Share via

Windows ConfidentialWindows 'Prettified' Filenames

Raymond Chen

The introduction of long filenames and lowercase to the FAT file system back in Windows 95 also introduced a transition problem—all files on FAT drives created prior to that point conformed to the old 8.3 file-naming convention— which meant that they were all in uppercase. If Windows hadn't taken any special steps, then using Explorer to visit a folder filled with those old-style names would have resulted in a full-frontal assault by a screen full of uppercase letters.

Nothing screams "I'm an old computer from the 1950s" like filenames in uppercase. (Well, OK, we could also have put line numbers next to each file, too.) Instead of looking like a fresh, modern operating system, Windows 95 would have looked like an operating system written in FORTRAN on punch cards by a bunch of nerds, whereas in reality, Windows 95 was written in a mixture of C, C++, and assembly language on PCs by a bunch of nerds.

To smooth the transition to the exciting new world of lowercase letters, Explorer performed an operation known as "prettifying." If it encountered a filename that was all uppercase and conformed to the 8.3 naming convention, it said, "Oh, this must be one of those files created in the Before Time. Let me put some lipstick on it before introducing it to polite lowercase society." The first character was left uppercase and the remaining characters were converted to lowercase. A file whose name on disk was README.TXT was displayed on screen as Readme, or Readme.txt if extensions for known file types were being shown. Since the FAT file system is case-insensitive, the new name worked just as well for accessing the file, and it looked far less hideous. This was just one of many little touches added to the Windows 95 user interface to make it feel more comfortable and less computery.

This prettification process took place regardless of the underlying file system. Even if the file system supported lowercase natively, Explorer still checked whether the name was ugly. This was done because the all-uppercase name very well may have started out on a file system that supported only ugly names, but when the file was copied to a drive that supported pretty names, the name didn't get prettified. After all, the COPY command doesn't do anything with the filename; if you copy an ugly file, the copy is also ugly!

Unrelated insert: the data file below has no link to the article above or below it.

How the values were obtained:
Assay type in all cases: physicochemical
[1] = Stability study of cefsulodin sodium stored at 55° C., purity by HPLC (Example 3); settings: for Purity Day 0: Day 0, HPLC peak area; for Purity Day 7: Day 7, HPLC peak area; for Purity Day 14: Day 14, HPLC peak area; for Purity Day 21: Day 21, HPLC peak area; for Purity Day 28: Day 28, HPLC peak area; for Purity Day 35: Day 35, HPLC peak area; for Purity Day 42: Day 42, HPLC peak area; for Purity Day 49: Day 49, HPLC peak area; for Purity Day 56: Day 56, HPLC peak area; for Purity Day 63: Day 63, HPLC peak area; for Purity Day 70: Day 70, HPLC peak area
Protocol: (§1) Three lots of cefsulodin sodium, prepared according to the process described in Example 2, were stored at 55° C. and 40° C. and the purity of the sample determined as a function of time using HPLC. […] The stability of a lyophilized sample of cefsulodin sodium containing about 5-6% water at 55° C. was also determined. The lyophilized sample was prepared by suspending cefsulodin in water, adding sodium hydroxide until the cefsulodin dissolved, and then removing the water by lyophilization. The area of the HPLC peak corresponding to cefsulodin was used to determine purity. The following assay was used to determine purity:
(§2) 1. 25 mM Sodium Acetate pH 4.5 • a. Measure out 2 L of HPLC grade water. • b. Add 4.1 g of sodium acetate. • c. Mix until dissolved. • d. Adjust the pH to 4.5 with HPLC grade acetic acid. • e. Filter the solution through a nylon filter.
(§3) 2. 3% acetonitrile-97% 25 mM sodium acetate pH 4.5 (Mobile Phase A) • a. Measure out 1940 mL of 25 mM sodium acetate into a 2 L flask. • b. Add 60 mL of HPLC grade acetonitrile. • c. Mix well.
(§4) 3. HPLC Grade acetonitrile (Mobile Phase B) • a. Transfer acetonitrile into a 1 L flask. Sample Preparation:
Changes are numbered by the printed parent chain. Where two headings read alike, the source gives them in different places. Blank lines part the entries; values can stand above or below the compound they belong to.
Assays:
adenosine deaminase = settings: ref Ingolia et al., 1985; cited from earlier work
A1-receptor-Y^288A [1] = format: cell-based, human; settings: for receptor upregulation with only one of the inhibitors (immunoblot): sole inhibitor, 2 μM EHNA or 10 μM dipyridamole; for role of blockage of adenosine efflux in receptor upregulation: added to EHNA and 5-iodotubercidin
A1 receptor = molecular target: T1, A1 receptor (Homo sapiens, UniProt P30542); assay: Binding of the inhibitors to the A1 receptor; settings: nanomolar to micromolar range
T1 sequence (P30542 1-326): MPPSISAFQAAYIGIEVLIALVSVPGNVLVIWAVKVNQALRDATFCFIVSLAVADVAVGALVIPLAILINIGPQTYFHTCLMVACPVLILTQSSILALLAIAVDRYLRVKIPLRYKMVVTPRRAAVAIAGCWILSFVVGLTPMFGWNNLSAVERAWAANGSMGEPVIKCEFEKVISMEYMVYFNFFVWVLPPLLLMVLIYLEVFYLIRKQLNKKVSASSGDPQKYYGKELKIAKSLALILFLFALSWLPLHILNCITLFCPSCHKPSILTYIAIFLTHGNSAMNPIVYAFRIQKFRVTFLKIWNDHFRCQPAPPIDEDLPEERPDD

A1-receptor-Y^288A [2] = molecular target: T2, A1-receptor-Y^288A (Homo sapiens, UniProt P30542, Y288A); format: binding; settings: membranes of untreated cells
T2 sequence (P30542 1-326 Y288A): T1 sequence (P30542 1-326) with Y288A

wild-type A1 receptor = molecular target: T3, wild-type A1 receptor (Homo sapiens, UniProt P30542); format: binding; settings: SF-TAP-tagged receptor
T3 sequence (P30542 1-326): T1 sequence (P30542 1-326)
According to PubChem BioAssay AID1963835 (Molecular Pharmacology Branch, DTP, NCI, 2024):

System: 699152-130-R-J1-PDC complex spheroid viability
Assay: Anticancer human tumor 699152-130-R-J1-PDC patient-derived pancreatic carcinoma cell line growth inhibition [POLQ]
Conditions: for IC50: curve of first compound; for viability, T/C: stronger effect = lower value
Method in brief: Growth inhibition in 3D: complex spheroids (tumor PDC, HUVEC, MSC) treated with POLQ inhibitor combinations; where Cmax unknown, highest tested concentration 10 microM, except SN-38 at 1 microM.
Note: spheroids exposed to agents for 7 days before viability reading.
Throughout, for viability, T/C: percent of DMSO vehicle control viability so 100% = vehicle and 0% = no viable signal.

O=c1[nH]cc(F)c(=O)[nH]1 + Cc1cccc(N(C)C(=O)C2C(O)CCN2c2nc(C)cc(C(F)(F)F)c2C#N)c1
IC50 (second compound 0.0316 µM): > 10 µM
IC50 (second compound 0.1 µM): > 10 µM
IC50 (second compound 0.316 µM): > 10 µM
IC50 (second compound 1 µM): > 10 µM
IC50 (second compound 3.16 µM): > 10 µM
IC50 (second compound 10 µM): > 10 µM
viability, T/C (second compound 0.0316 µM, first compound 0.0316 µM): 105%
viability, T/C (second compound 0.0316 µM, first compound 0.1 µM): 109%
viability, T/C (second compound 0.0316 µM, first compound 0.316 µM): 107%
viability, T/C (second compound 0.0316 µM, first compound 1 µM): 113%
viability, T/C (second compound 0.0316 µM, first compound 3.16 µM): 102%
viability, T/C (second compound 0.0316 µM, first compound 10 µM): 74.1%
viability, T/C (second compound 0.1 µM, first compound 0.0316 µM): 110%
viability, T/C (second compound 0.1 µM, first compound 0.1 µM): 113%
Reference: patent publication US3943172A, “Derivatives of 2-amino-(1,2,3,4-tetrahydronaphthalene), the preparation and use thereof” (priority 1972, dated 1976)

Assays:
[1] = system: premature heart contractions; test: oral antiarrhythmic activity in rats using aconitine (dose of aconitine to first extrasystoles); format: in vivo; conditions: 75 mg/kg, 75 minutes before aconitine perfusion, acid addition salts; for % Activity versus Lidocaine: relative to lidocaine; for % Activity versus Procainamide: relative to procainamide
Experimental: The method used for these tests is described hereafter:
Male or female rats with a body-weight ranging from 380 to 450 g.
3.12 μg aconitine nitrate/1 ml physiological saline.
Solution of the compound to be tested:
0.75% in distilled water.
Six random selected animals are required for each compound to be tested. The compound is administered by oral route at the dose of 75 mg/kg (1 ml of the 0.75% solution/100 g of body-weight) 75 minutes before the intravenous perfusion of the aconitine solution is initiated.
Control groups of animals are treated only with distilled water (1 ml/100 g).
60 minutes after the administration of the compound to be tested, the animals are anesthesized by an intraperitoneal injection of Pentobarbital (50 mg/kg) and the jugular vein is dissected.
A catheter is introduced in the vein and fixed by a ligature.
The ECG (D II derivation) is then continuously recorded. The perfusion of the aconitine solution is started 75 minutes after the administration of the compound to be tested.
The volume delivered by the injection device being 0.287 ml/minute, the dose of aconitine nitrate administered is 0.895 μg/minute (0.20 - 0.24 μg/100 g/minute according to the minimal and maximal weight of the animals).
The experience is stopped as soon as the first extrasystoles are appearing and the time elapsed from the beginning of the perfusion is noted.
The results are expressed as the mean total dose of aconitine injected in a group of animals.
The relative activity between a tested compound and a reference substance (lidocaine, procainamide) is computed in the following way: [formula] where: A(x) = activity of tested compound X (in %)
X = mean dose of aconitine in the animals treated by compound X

In Windows 95, prettification of file names was unconditional; there was no way to turn it off. If you had a file named FBI, it would get prettified to Fbi. There was a trick, though: If your file had an extension, you could convert the extension to lowercase while keeping the base name all uppercase. The presence of lowercase in the extension prevented it from being recognized as an old-school filename, so your file FBI.txt retained its original case. After extensions for known file types were hidden, the result was an all-uppercase FBI.

When the Explorer interface was ported to Windows NT 4.0, the prettification feature was preserved, but the Windows NT porting team added an option to disable the feature. The option is now interesting only for historical reasons, because prettification of filenames vanished entirely starting with Windows 2000. Network server names were also subject to prettification up to and including Windows XP.

Now that prettification of filenames has been turned off in all versions of Windows still in mainstream support, you can give your files all-uppercase names with impunity. And, if you still have files created from the days of ugly filenames, those files will be displayed with the original names in their full ugliness. Maybe that's not so bad—that wall of all-uppercase filenames may just bring on the nostalgia.

Raymond Chen's Web site, The Old New Thing, and identically titled book (Addison-Wesley, 2007) deal with Windows history and Win32 programming. He still has a lot of old files on floppy disks, but no longer has a working floppy drive that can read them.